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Ten fascinating facts for Reptile Awareness Day

October 21st is Reptile Awareness Day and to celebrate we have ten fascinating reptile facts, compiled for you by pet insurers ExoticDirect.

  1. There are four main reptile groups

These include; Crocodilians (alligators and crocodiles), the Squamates (lizards and snakes), the Tuatara (which look like lizards but differ in their bone structure), and the Turtles.

Turtles and Crocodilians have remained largely unchanged since they appeared around 200 million years ago, with squamates the most diverse group, containing around seven and a half thousand different species.

  1. Reptiles and birds are actually related….

Some reptiles, like crocodiles, are more closely related to birds than they are to other lizards. For this reason, some scientists have started to consider birds a part of the Reptilia class, one of the stages of the taxonomic rank that groups evolutionarily similar animals together.

This is because birds, lizards, snakes, turtles and crocodiles all descended from a common ancestor that lived around 300 million years ago. Reptiles evolved from amphibians, being some of the first animals to move to live on the land rather than in the water. Reptiles are sometimes considered the evolutionary step between these amphibians and animals, including dinosaurs, mammals, and birds.

  1. Reptiles’ skin came with this evolution

Reptiles’ scaly skin evolved as a layer of protection, meaning these animals could finally move away from bodies of water and live on the land without a risk of drying out. For the snake, which is entirely covered in scales, the skin gives protection, helps it move, and also functions as camouflage.

Reptiles either shed their skin in flakes, or all at once like snakes do. This shedding of the old, worn out skin means the reptile has a nice new set to live in. It also helps to remove parasites which may harm the reptile.

  1. Reptiles are cold blooded

This means that they rely on the world to keep them warm, rather than having internal ways to regulate their body temperature. Therefore, reptiles like crocodiles and snake relax in the sun during the way warming themselves up and energising. Then, in the evenings, they become sluggish, having no sun to keep them powered up.

This might sound like an inefficient way to live, but it actually means they’re able to eat significantly less than other animals like birds and mammals; it does, however, mean they’re unable to remain active at night.

  1. Reptiles’ hearts aren’t like ours

Most reptiles have three-chambered hearts, which differs from the human’s four chambers. This poses some health benefits: reptiles are usually better at enduring bigger changes in heart rate and blood pressure.

Crocodilians, however, do possess four-chambered hearts. Their anatomy is still pretty different from a human’s, though.

                     6. Some reptiles change sex based on temperature

Almost all reptiles lay eggs which have leathery-feeling shells. These eggs help to protect the reptile, as well as preventing it from drying out.

Some reptiles have temperature-dependent sex determination, meaning the sex of the reptile is determined by how hot or cold the egg is incubated. This is exhibited most commonly in turtles and crocs, but is also true of some lizards too.

  1. Unfortunately, reptiles can suffer from some pretty bad illnesses

Royal Pythons, for example, can suffer from anorexia. Some have been known to not eat for up to eleven weeks. This can be due to health care problems which cause the python to lose his or her appetite.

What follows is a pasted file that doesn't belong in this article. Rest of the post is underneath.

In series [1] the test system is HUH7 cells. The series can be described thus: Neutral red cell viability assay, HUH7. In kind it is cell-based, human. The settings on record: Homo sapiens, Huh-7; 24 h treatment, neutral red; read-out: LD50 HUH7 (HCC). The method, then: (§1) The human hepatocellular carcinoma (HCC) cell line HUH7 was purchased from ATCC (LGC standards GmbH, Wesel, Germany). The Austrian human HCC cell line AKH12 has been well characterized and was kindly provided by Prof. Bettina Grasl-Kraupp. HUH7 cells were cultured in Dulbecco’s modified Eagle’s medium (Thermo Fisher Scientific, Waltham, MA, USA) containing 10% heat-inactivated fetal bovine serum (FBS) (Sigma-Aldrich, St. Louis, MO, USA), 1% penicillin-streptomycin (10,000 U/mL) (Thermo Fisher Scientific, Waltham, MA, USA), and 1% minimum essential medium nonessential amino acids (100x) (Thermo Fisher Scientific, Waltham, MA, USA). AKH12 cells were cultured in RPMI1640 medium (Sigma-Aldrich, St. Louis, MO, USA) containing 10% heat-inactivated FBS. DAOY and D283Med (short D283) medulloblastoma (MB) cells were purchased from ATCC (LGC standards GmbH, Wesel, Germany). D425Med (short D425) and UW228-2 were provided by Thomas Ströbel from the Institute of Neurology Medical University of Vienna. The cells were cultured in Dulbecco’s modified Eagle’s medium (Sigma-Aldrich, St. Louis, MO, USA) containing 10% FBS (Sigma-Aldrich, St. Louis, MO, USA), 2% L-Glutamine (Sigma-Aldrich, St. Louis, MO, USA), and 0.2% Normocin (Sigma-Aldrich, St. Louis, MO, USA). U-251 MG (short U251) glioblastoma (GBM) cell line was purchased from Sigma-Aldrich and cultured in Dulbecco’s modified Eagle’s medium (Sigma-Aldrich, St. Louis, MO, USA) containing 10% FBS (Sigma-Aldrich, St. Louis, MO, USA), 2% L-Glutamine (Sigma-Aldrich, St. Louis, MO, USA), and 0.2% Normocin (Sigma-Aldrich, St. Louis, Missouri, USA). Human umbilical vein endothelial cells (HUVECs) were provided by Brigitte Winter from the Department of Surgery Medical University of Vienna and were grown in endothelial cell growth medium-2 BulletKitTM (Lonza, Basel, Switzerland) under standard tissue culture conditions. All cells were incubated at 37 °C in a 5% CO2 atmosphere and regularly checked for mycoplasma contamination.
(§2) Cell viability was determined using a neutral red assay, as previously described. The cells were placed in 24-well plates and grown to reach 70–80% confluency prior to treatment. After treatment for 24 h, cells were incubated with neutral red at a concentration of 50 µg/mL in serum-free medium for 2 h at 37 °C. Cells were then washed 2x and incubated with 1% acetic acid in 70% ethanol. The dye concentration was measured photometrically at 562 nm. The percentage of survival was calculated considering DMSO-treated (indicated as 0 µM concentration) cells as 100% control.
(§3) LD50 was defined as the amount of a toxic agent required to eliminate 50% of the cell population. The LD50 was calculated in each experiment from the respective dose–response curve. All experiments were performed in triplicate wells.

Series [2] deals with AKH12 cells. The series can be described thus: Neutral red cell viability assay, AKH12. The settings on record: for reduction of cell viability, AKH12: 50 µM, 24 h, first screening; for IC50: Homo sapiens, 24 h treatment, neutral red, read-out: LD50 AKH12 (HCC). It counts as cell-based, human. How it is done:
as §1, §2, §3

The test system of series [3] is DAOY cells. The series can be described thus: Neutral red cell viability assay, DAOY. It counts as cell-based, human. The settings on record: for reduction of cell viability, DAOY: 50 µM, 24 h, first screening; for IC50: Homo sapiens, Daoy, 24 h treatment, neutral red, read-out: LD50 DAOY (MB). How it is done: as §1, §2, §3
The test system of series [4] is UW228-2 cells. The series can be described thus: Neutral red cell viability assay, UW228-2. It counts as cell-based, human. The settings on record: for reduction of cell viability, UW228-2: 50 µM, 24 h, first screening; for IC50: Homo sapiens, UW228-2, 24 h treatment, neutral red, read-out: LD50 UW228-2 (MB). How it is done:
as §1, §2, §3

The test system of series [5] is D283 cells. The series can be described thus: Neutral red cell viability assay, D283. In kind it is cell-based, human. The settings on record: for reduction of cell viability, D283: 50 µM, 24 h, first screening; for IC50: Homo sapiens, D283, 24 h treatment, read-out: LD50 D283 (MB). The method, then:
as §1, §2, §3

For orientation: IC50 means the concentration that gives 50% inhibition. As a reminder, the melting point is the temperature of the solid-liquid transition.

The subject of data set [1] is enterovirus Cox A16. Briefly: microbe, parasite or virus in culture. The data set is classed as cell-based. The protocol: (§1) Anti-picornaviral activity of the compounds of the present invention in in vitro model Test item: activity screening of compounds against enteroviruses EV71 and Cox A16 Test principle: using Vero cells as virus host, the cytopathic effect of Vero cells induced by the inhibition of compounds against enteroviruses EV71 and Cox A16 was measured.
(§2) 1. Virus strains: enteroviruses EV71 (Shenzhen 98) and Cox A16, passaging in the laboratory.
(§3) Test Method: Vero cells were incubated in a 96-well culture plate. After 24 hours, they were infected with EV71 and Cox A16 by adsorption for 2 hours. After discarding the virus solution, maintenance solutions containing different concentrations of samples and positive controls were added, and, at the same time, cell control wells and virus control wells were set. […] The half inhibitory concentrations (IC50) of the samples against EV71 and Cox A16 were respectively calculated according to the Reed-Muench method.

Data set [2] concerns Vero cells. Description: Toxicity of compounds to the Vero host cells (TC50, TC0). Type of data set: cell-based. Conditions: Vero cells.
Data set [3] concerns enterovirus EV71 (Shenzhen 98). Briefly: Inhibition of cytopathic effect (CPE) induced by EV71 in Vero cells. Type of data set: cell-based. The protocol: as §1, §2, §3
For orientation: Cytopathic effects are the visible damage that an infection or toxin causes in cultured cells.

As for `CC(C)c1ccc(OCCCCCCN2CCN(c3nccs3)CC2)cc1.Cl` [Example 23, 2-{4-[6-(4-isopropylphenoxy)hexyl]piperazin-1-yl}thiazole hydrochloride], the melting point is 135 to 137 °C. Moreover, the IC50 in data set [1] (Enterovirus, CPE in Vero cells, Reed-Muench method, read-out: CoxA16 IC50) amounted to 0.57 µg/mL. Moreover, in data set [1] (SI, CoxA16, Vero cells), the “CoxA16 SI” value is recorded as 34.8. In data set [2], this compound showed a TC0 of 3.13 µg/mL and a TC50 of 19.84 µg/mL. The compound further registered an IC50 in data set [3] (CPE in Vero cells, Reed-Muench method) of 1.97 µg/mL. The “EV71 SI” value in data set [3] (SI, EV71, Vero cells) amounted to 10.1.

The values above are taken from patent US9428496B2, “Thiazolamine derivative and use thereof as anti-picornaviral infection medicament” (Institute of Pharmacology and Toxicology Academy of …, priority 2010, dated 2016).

Bearded dragons can suffer from metabolic bone disease, which can be a pretty serious condition, and Tegus can suffer, embarrassingly, from constipation – not a very comfortable illness for a reptile (or a human, for that matter).

  1. Reptiles can be pretty dangerous, unless you’re in the UK

The last recorded death from an Adder bite in England was in 1975. Although there are roughly 3,400 snake species, with 600 of them venomous, the Adder is the only poisonous species in the UK.

The Alligator Snapping Turtle has a bite which has been known to take off fingers and limbs, with the quick moving Komodo dragon, the largest living lizard species, growing to about three metres long, reported to have attacked humans in both the wild and in captivity.

Saltwater crocs, the largest of the crocodiles, have an especially strong bite, exerting thousands of kilos of pressure per square inch when they bite down. According to some sources, crocodiles kill around 800 people per year!

  1. Dreaming of snakes…..

According to dream websites, dreaming of snakes means you’re working through resolving an issue you have in your life, and can also be a sign of transformation, something taken from the snake’s ability to shed its skin. Whatever the truth of these analyses, you certainly wouldn’t want a snake in your bed.

  1. A few world records

According to Our Planet, in 2017 the largest croc ever captured and put in captivity was – brace yourself – a whopping 6.17 meters long, and it was suspected he ate two human beings. And in 2017, the Guiness Book of World Records website put the largest crocodile that ever lived as a Sarcosuchus Imperator, who was a petrifying 12 metres long.

The longest snake, meanwhile, is 7.67 metres long (25.2ft). Medusa, a reticulated python, is housed in Kansas City. She’s eaten a whole deer in one sitting before and weighs a hefty 158.8kg (350 lb). This is according to the Guiness Book of World Records, 2011.

The oldest tortoise, Adwaita, was estimated to be at least 150 years old according to the BBC in 2006, and some estimates even put his age at a stately 250 years.

Finally, the largest reptile zoo in the world is in South Dakota, USA, and houses 225 different species and subspecies (as of 2013).

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